An interesting discussion in the comment thread to Erik’s post on the welcome decline of robocheckers below. There’s been some mild pushback against the notion of resisting robocheckers out of solidarity with the actual paycheck-drawing, rent-paying, family-feeding workers. The pushback is of the sort of “that may work in practice but not in theory” variety, and is seen as lacking in scope and vision for the future of work.
We are a wealthy country: people willing to work deserve a job and a wage worthy of their time and dignity. If their efforts can satisfactorily be replaced by a few thousand dollars of computer and conveyor belt, that shouldn’t be a problem but an opportunity; our society should ensure that it is made richer by the change, and not poorer. Surely some job can be found for these people that isn’t so demonstrably unnecessary, thereby enriching our society and justifying their wages rather than wasting their time as an overpriced substitute to a simple machine?
Later, Dirk Gently
Using technology to eliminate menial jobs is not the problem. Structural inequities which create and perpetuate the conditions in which human beings are only really good for menial labor is the problem. You good Marxists’ beef is with ongoing poverty, ongoing educational failures, etc., not with machines that, in my experience, are faster and work perfectly well in particular situations (i.e. 25-ish items or less).
Two general comments on this line of thinking. First, let’s be clear that this is some deeply utopian stuff. This makes third party advocates seem downright practical. We’ve had a modern capitalist economy for quite some time now, in many different countries, and I can’t think of any that have come anywhere close to this, or made it a meaningful priority. Of course some unpleasant and meaningful jobs have been largely eliminated, and more probably will be in the future, but when this does occur it is almost always with indifference or actual malice toward the eliminated worker, rather than compassion. And while the overall mix of jobs in a society may improve for the better over time, it’s virtually never the case that workers in eliminated fields end up better off. If the elimination takes place in a moment of robust employment they may be OK, but for the most part those who lose the jobs are going to be worse off for a good long while. Even in the most robust and humane welfare states the modern world has developed, unemployment is generally associated with a decline in living standards, sense of self-worth, and so on.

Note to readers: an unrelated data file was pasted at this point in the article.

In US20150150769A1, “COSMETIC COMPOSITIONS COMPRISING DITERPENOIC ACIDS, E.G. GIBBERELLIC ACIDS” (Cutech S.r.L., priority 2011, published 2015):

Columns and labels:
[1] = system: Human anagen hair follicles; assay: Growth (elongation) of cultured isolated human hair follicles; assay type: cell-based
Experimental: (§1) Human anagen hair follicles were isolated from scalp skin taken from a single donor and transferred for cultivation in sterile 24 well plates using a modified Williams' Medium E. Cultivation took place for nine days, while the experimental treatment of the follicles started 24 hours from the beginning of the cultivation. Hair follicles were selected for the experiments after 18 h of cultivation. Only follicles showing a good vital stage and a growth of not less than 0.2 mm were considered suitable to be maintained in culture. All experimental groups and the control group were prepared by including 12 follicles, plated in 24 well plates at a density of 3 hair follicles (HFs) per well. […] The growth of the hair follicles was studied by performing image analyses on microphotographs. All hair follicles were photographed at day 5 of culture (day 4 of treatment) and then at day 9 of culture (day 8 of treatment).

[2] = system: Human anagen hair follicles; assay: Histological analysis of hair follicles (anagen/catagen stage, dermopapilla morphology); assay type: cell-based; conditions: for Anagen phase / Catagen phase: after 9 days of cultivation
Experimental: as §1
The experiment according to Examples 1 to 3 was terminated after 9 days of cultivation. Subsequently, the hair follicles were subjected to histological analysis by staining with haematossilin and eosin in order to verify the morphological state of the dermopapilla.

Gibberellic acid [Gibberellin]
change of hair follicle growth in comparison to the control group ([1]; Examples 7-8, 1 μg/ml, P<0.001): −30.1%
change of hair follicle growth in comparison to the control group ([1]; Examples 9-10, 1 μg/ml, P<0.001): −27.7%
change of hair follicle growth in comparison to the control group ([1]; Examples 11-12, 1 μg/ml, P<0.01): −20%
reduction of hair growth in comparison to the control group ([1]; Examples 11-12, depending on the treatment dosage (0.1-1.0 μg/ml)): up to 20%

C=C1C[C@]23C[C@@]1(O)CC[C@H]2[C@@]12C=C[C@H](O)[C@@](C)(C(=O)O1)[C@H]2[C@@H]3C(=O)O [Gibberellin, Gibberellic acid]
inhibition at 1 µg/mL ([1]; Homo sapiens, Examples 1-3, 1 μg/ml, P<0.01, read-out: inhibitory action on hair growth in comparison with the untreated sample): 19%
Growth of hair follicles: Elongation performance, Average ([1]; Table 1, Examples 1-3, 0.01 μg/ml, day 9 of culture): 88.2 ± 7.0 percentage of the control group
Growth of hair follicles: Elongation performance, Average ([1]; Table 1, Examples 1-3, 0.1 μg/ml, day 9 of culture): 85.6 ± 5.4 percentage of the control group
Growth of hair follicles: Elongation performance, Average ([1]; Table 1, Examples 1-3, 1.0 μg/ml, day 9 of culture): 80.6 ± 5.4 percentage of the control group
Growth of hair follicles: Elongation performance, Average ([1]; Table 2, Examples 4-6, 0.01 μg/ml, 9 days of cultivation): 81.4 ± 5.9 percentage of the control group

Now, this is not in itself a critique; there’s nothing inherently wrong with utopian theorizing about how we could dramatically restructure the modern economy in a more humane and just way. But the key to such utopian theorizing is to not let it crowd out practical measures to improve lives. Right now, and for the foreseeable future, people are going to badly need the job they’ve got. The depth and force of this truth became much greater in the great vaporization of jobs of 2008, and this is basically our new reality. Should full employment ever return (and I’m a skeptic we’ll see anything like for well over a decade) I’ll consider revising my priorities. But for now, solidarity with workers seems, if not particularly visionary, a heck of a lot more important than re-imaging the economy without menial jobs. (And it’s not limited to boycotting robocheckers, of course, at a more intermediary stage, we can advocate for policies that improve these jobs, through regulations, unionization, and so on.)